From there, other computerized traders detected what was happening and shut themselves down because of the sharp drop in buying and selling, which made prices plunge even further. Trading for those contracts stopped at around 2:45 for five seconds, which allowed prices to stabilize and everything to effectively fix itself. But the emotional damage to the already manic stock-market sentiment had been done.

Wall Street's short and intense panic attack contains a useful lesson for Foolish investors. The situation is an excellent example of the importance of staying clear-eyed and level-headed and knowing exactly what your stocks are worth on your own. That way, if and when things go crazy, you'll recognize mania for what it is and be able to distance yourself from it.

The tale of the social-media life-sucker
You might remember Facebook (NASDAQ: FB  ) from a May 2012 horror story, known by many as "The Most Nightmarish IPO in Recent History." Facebook played the helpless victim in that one, as its IPO aspirations were mangled by a two-hour trading delay. However, in this telling of the tale, Facebook wears a much different hat. Let's start at the beginning.

When online gaming company Zynga (NASDAQ: ZNGA  ) debuted on Wall Street in December 2011, it seemed like the sky was the limit. The company's game portfolio, including FarmVille and Words with Friends, was sweeping the nation, and the company had a special exclusive relationship with Facebook that modified the social-media giant's terms and conditions, boosted Zynga's promotion and distribution, and was Zynga's largest source of revenue.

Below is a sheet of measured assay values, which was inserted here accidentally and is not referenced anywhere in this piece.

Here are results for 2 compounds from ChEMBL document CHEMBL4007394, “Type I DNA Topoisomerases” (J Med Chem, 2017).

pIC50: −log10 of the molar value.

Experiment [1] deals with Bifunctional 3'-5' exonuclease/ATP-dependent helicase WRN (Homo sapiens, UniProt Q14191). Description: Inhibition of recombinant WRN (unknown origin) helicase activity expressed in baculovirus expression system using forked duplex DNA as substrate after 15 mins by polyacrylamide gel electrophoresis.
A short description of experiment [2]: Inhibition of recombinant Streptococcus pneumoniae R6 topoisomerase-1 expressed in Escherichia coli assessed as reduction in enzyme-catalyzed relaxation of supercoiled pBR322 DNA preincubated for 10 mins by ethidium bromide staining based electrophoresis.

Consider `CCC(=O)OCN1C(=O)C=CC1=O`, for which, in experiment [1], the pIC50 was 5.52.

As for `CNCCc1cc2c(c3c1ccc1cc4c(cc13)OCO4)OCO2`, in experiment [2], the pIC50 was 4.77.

Even from the beginning, investors could sense that something was strange about the agreement between the two companies. When Zynga launched its own independent website in March 2012, its stock jumped more than 10% to $14.69 per share. Soon after that, thought, things started getting much, much worse.

When Facebook went public in May 2012, the debacle sent shockwaves through many a social-media company, and Zynga saw its stock plummet 7.6% the week afterward. Earnings reports revealed that Zynga gameplay was dropping just as Facebook's was rising.